In a week where there has been much talk about a new phone vying to have world’s best smartphone camera, another device focused on photos called the Kodak Ektra is also making its public debut (after being teased earlier this month). Launching today in the UK and initially available only in Europe for £449 ($550), the Ektra is hoping to attract photo enthusiasts — in its case by tapping into one of the more iconic brands of the medium, Kodak’s 1940s Ektra camera, alongside some more modern bells and whistles.
“Kodak has a rich history in imaging technology and the launch of the KODAK Smartphone today demonstrates our ongoing commitment to bringing the latest advances in photography to consumers,”Jeff Clarke, Kodak Chief Executive, said in a statement. “The original KODAK EKTRA Camera was launched in 1941 and in its latest reincarnation, opens up a world of creative opportunities to all who care about photography.”
Notably, like the previous Kodak smartphone that debuted in 2015, the Kodak Ektra is not made by Kodak itself: it’s made by a UK-based company called the Bullitt Group, which has licensed the brand and some other IP from Kodak (Kodak itself focuses only on IP post its 2012 bankruptcy).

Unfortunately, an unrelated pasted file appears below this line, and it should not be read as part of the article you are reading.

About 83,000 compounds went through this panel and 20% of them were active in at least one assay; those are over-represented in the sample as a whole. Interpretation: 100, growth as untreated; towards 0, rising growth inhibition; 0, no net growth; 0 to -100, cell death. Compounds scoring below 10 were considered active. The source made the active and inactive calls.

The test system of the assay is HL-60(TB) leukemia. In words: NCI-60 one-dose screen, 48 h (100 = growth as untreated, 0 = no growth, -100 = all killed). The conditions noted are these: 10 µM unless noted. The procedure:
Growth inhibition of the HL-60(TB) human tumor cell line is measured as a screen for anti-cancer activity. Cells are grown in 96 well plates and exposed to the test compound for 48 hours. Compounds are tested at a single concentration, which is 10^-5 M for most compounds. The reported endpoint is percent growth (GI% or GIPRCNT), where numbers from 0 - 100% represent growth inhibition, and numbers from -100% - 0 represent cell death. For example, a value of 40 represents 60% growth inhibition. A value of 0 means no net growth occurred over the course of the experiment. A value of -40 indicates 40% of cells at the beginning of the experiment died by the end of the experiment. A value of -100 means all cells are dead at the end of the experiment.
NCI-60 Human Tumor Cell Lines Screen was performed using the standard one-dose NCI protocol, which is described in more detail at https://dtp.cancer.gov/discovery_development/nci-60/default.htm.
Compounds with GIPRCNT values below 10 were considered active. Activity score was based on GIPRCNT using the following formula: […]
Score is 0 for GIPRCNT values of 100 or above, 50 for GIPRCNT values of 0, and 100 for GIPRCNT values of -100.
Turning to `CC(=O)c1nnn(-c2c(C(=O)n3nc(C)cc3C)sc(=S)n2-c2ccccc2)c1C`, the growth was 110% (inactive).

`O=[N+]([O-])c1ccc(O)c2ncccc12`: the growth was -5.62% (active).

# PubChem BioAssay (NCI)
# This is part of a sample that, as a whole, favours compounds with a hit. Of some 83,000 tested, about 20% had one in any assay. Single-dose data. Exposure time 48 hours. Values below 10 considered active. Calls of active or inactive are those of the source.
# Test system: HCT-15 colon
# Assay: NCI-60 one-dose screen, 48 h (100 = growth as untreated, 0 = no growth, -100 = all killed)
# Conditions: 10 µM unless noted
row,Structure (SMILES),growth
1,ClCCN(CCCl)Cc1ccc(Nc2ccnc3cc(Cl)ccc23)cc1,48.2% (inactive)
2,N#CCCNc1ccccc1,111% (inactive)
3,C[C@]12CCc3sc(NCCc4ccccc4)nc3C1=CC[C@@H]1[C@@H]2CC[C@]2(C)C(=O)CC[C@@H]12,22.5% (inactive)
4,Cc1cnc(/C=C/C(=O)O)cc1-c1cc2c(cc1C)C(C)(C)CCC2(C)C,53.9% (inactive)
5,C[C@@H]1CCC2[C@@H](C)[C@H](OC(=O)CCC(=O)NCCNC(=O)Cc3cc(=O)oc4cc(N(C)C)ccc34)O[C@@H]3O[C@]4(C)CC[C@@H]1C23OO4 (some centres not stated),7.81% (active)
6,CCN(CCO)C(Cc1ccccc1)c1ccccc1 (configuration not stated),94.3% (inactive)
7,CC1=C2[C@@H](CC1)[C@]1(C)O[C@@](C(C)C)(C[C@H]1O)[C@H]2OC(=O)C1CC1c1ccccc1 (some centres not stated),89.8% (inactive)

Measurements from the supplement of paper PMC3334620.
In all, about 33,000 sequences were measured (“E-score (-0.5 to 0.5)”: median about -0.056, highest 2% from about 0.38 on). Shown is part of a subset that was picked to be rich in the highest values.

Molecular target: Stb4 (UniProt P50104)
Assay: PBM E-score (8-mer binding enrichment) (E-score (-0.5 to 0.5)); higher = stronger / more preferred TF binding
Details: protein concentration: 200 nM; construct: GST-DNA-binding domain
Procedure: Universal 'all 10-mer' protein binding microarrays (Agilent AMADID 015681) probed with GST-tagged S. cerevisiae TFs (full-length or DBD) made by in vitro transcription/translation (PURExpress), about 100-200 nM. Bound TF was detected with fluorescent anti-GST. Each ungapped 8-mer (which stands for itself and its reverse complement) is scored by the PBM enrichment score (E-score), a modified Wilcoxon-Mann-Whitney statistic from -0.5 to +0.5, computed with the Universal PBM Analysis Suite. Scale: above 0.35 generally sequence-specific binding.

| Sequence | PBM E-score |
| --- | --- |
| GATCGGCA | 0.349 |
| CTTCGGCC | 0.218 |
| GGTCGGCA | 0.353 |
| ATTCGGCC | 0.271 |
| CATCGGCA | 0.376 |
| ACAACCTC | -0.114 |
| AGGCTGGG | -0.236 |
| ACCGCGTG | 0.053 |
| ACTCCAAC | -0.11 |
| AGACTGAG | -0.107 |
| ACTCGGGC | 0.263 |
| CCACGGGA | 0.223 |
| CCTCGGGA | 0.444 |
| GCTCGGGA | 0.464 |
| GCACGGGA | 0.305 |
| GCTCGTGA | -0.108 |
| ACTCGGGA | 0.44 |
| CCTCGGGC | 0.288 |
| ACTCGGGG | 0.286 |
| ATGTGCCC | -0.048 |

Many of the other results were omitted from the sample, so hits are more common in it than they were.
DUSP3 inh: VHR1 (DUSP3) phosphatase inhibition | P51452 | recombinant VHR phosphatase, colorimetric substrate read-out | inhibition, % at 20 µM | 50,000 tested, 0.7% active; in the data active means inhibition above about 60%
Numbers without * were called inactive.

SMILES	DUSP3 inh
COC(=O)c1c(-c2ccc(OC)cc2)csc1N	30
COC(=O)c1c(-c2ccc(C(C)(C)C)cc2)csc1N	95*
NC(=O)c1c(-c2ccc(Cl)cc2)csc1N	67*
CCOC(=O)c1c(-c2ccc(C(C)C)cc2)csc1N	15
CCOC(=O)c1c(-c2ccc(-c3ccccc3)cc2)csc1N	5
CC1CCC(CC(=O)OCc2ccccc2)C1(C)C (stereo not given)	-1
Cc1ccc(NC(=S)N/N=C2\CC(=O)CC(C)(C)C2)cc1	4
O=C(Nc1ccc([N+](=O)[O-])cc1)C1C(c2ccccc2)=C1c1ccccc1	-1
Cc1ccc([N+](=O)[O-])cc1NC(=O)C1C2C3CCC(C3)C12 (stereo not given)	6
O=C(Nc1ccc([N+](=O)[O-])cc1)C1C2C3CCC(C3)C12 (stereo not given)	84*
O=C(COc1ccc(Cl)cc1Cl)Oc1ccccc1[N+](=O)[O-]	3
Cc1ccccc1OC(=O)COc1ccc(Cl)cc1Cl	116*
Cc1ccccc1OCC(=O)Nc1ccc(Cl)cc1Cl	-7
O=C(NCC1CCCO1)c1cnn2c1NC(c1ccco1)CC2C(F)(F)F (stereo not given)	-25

Bullitt — co-founded by ex-Motorola execs and staffed with many alums from once-huge, now disappeared European handset makers — is very much a product of the modern, modular phone industry (the one that sits at the other end of vertically integrated devices from the likes of Apple and, now, Google). It makes phones for a number of brands, bringing together components and manufacturing from a variety of sources to build each one. In the case of the Ektra they include a 21 megapixel Sony sensor in the camera and a MediaTk MT6797 Helio X20 Deca-core, and ARCSOFT night shot technology.